Around the world, there is a similar picture.

The United Nations (UN) Factsheet on Persons with Disabilities highlights that in developing countries unemployment rates for people with disabilities can be as high as 90 per cent.

In the United States, the Bureau of Labor Statistics reported that in 2019 as little as 19.3 per cent of people with disabilities were employed, a marginal improvement from the 19.1 figure for 2018.

David believes that more progress needs to be made and employers and people with disabilities must share the responsibility of improving working conditions.

He said: “Even if you get to the interview stage, if you turn up with a wheelchair, or a mobility aid, or an assistance animal, or any kind of visible disability, people won’t look at your CV.

“If you’re a disabled person and you are given a job, there is a danger that you can fall into being so grateful for that job, that if they say to you at interview stage do you need any extra time off you will say no.

“There can be a responsibility if you have a disability to be as upfront and as honest as you can.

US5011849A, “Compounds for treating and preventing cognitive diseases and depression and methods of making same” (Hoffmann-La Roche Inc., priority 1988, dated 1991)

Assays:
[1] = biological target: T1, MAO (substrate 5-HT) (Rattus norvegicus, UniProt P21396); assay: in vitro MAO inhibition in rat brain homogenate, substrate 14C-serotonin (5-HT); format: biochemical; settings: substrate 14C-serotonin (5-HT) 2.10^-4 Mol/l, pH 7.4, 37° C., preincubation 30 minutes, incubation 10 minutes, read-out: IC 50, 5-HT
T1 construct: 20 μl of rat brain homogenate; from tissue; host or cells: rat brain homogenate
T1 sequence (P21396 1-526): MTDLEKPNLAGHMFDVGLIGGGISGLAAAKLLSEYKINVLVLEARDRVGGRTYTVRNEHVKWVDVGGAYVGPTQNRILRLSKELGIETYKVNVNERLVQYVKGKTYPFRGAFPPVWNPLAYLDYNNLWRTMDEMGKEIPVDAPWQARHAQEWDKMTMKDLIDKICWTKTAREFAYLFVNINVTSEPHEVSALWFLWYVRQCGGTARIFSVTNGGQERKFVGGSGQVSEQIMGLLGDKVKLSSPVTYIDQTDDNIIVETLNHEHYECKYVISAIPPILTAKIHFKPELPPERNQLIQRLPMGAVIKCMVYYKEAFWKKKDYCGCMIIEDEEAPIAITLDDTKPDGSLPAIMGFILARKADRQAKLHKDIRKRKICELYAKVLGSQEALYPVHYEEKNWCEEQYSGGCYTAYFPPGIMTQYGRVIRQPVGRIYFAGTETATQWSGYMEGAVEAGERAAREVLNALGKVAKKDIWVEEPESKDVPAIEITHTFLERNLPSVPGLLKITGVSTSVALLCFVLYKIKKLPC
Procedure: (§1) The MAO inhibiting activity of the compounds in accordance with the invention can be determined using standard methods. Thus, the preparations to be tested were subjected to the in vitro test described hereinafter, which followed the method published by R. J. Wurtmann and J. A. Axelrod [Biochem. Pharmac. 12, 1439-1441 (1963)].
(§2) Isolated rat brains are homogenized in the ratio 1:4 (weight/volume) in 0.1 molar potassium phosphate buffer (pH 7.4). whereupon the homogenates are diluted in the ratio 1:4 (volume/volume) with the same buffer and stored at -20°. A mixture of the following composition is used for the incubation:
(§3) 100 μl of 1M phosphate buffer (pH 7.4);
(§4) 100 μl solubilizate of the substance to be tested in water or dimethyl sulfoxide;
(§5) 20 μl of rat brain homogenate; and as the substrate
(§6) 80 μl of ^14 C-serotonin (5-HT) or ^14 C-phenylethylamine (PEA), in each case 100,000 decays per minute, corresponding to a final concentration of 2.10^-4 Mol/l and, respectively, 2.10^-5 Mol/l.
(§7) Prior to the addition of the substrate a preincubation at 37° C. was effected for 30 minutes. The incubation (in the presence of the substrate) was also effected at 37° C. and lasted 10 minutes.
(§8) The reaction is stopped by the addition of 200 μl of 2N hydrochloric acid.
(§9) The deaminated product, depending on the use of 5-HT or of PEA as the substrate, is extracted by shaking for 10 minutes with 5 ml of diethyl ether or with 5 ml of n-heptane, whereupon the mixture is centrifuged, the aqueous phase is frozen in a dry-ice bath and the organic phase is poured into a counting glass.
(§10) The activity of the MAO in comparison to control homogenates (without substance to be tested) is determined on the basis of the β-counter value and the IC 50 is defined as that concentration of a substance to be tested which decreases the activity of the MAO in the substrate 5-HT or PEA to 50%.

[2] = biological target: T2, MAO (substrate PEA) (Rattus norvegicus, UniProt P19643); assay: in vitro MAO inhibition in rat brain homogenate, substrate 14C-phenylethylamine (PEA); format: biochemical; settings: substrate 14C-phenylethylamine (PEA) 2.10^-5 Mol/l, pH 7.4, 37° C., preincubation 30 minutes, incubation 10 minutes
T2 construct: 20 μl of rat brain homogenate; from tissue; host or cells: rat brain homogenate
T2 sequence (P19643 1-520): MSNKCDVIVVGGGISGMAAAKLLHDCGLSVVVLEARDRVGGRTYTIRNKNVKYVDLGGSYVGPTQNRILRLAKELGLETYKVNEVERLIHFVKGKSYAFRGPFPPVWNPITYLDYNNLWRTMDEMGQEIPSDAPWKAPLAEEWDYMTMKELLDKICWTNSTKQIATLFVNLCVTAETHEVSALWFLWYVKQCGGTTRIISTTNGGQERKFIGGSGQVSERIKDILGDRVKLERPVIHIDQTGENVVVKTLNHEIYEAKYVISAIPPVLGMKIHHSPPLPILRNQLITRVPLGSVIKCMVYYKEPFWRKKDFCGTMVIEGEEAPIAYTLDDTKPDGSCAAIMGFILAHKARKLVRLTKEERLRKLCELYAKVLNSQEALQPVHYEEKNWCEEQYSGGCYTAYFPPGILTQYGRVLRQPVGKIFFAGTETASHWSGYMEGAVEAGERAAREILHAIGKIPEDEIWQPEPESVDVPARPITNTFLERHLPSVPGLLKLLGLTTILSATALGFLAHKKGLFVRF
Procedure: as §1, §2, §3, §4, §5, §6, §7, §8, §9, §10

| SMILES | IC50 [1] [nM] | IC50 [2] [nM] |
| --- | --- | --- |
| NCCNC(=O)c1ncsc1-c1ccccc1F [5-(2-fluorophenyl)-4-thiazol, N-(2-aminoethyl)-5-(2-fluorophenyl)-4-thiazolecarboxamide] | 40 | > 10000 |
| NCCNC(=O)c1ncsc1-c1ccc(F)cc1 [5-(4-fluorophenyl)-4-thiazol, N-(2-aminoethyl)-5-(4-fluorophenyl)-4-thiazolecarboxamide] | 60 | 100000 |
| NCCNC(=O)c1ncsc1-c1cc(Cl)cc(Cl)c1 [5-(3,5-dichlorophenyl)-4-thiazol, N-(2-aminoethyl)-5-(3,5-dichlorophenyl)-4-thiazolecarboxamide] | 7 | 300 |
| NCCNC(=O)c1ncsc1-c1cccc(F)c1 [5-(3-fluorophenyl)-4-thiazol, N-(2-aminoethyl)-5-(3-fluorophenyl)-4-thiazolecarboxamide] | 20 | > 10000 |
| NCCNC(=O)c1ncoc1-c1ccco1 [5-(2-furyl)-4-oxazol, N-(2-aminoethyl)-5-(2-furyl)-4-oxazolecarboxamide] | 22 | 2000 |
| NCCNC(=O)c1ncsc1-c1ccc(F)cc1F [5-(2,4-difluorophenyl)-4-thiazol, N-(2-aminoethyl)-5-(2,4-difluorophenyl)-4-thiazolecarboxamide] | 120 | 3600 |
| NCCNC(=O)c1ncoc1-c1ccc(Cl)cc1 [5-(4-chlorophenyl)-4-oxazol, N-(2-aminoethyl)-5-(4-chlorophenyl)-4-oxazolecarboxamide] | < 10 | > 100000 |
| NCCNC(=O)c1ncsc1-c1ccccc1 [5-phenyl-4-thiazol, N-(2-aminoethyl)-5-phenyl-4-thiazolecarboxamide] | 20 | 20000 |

“Me for example, sometimes my artificial legs break, sometimes my wheelchair needs to be repaired, I’m gonna need time off.

“There are so many disabilities, and possibly that’s one of the problems that workplaces face or don’t deal with very well.

“They treat every other person as an individual, for example John may need to leave early on Thursday to pick his kids up, that’s an individual treatment for that person.

“But when it comes to disability, they need to understand that every disability is different.

“It’s frustrating, annoying, it chips away. You’ve got this suit of armour on to protect you from stares and comments, and when you’re rejected without even a consideration it just chips away at the armour of confidence and self-esteem.

“You think why bother trying anything, and of course then you’ve got to build yourself up and that uses so much of your mental health energy to go back out again, it’s exhausting.